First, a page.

Managing the diagnosis
Feelings and reactions
The emotional effect of a diagnosis can be overwhelming and even heart-breaking, at first. In some cases, people have compared the reaction and feelings similar to that of the grief process. It can feel like a lot to deal with and a lot to take in. It is a whole completely new set of rules, systems and things to understand which are alien to us in the beginning.
I often use the analogy: ‘for years you have been used to running on windows now you have to understand how an apple mac works’ – this will seem alien and unnatural at first and will get you to think about things in more depth.
Often when you have a new diagnosis you find yourself isolated and often people report that family members become distant and uninterested still believing your child or young person to be in control of their behaviours, or worst feel your child has developed ‘learnt behaviour’.
It is vital you get support as soon as you can – a great way to do this would be to pop into one of our family groups in either Aylsham or Thetford.
Feelings and reactions will differ with mums and dads reaction the most difference. You will experience emotions such as worry, sadness, grief, guilt or anger – or quite possibly a combination of the above. – This is natural and is a result of you being a neurotypical person being faced with an ‘autistic’ world.
A diagnosis often, however, can lead to more specialist support including medication, school support and extra funding. A diagnosis can also reaffirm previous feelings and thoughts. It can confirm that your child does have a neurological disorder and isn’t simply choosing to behave the way they are. It is often good to have a ‘concrete’ name for it, something you can use to explain things to other parents or family members, and something that people can read up on and gain understanding about.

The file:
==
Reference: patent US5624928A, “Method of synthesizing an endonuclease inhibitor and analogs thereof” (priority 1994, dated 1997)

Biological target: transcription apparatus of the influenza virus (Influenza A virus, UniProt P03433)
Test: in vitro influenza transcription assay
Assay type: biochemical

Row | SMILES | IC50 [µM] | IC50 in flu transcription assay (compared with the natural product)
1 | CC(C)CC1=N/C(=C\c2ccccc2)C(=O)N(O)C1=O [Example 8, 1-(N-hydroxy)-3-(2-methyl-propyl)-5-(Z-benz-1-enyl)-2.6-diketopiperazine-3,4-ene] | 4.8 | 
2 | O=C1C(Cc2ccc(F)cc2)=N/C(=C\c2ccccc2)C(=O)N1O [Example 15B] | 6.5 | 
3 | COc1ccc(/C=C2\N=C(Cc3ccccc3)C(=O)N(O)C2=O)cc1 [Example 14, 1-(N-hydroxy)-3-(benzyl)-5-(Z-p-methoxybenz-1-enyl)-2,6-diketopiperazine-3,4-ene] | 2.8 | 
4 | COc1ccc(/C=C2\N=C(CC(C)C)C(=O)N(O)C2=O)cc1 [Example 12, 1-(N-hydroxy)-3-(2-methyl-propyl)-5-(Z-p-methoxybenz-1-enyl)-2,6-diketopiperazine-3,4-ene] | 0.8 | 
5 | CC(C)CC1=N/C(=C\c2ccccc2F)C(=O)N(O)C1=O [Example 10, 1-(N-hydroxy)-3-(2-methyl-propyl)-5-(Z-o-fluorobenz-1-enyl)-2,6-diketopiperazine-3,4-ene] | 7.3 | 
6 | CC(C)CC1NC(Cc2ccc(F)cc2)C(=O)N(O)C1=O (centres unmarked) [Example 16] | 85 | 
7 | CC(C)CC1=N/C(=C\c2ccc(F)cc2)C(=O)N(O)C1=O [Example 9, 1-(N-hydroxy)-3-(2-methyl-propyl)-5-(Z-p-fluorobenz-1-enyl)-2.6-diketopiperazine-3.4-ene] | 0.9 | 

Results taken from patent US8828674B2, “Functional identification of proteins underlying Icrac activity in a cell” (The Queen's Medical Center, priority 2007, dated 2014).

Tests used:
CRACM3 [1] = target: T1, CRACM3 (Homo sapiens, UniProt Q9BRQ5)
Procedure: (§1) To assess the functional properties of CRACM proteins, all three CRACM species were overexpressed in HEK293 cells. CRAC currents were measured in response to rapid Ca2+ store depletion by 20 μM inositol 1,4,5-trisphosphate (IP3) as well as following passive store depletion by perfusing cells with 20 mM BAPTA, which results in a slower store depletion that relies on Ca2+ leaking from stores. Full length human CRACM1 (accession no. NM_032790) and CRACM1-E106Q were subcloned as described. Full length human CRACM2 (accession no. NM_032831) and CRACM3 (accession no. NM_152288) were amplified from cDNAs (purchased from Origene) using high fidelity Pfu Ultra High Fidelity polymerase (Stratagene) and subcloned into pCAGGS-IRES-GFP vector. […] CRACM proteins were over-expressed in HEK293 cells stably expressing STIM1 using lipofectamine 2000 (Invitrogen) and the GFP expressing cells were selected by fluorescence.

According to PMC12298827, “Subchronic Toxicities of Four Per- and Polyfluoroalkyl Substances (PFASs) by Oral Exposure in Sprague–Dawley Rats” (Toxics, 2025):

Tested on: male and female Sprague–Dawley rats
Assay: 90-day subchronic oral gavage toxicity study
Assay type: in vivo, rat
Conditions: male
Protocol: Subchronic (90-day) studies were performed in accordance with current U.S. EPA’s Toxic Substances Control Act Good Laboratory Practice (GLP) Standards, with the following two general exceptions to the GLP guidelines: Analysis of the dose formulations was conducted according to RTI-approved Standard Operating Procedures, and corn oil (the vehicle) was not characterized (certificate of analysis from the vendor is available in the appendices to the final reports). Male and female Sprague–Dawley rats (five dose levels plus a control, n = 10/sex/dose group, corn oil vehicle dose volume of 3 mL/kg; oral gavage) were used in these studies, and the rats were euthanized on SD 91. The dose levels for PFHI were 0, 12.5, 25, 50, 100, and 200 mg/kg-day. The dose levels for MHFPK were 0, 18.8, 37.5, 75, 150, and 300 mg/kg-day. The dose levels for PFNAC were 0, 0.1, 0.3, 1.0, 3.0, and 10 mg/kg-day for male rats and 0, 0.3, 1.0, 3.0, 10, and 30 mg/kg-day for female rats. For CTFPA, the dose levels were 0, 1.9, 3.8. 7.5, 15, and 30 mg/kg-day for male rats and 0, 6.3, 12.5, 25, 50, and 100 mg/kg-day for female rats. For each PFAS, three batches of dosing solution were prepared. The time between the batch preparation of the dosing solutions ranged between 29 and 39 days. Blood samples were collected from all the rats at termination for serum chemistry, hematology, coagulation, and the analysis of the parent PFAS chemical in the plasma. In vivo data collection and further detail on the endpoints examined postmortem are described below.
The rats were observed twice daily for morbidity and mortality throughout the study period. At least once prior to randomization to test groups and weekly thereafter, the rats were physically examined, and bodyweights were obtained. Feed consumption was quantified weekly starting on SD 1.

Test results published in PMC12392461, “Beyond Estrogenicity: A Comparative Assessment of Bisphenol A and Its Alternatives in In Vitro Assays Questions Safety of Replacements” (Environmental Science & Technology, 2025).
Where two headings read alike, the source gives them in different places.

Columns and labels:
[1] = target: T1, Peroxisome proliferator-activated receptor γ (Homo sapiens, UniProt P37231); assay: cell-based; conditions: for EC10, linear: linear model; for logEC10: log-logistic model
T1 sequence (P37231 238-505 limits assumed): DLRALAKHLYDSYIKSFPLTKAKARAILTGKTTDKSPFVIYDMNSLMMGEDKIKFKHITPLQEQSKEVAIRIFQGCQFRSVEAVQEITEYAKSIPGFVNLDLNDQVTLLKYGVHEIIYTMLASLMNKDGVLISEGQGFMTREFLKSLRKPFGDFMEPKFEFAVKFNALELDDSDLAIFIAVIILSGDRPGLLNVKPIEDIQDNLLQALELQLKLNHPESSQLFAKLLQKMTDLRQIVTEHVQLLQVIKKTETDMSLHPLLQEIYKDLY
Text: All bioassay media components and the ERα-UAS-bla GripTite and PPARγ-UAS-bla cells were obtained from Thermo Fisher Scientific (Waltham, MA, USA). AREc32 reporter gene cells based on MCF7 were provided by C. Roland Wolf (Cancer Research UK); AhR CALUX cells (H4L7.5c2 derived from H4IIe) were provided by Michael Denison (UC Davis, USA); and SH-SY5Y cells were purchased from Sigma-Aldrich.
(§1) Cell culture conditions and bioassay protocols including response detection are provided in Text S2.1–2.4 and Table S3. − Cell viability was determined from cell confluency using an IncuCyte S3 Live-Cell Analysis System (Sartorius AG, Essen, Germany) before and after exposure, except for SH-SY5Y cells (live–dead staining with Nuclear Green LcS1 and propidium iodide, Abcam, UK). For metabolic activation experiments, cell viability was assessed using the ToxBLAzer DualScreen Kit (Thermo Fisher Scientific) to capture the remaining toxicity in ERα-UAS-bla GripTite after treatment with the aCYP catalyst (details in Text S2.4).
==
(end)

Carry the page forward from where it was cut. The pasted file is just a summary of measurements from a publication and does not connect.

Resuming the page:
Asking for support is the first and most difficult step. Admitting you don’t fully understand the diagnosis given is not a defeat, it is simply asking for the right support. At ASD Helping Hands we truly don’t believe in teaching you to ‘suck eggs’ but we have got a wealth of resources which are more targeted for people who need to gain a better understanding of their child or young person’s diagnosis.
Expectations and beliefs
Often people who are going through the diagnostic process or who are pre-diagnosis turn to the internet for advice and guidance. Unfortunately, the majority of the results on a google search are heavily Americanised and therefore do not reflect how we manage ASD diagnoses in the UK. You may have even started comparing your child or young person to those on message boards and online forums seeking those all-important confirmations that there is something to be concerned about.
Coping with others
Dealing with people, including professionals, who don’t yet know your child or your family can be a challenge. It is really difficult for some autistic individuals to meet new people and be able to converse verbally with them without further build-up. Often this produces difficulties when people are trying to assess your situation or make judgments of the wishes and feelings of Autistic individuals. You must try and keep adult involvement in your family consistent (although not possible always due to sickness and typically social care involvement). Professionals will need to build up a rapport and have a working understanding of Autism or you might be left feeling like your parenting is being questioned or being faced with questions around attachment disorders. Always keep a record of anything said by a professional, ask them to email you a record of any meeting (even if informal). Get a list of all professionals involved and outline which ones relate to health, social care and education.